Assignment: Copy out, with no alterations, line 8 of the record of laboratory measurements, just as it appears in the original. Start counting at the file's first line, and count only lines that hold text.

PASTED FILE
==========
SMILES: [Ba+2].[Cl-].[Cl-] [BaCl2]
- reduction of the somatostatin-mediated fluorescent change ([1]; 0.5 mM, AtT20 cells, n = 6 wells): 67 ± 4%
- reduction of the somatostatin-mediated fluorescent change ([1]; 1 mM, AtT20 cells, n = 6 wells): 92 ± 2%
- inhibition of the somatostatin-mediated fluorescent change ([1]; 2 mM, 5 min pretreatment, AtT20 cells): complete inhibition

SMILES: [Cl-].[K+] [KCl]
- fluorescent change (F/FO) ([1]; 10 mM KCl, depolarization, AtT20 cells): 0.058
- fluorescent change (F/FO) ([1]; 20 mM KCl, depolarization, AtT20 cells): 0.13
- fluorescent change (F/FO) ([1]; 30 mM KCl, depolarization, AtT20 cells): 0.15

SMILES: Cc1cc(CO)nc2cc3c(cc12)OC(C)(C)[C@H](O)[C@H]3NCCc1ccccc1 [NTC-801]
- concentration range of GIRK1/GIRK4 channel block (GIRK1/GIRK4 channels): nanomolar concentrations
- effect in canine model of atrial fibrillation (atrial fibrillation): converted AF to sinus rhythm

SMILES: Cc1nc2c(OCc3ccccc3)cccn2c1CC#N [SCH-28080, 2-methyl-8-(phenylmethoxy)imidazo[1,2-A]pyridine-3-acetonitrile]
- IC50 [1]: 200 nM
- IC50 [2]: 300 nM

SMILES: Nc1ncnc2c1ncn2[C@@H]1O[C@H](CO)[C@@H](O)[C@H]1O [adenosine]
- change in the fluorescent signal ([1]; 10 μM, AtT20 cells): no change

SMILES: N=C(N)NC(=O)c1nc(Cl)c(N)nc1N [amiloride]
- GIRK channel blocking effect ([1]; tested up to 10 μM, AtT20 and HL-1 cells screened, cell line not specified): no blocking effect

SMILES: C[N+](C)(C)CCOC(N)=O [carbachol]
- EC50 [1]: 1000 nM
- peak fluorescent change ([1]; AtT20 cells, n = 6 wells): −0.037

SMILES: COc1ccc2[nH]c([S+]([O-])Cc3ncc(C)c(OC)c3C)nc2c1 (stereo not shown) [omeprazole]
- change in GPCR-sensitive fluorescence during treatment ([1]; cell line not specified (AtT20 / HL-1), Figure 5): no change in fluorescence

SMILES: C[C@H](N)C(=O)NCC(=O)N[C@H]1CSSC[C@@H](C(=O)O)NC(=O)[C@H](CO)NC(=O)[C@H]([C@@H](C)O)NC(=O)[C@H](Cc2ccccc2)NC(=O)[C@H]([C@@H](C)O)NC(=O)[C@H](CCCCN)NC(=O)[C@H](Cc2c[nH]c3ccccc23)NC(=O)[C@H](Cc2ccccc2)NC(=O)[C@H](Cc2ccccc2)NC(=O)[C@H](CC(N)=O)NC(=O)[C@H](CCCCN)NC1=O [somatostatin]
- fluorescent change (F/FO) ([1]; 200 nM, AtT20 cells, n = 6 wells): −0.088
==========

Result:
- fluorescent change (F/FO) ([1]; 30 mM KCl, depolarization, AtT20 cells): 0.15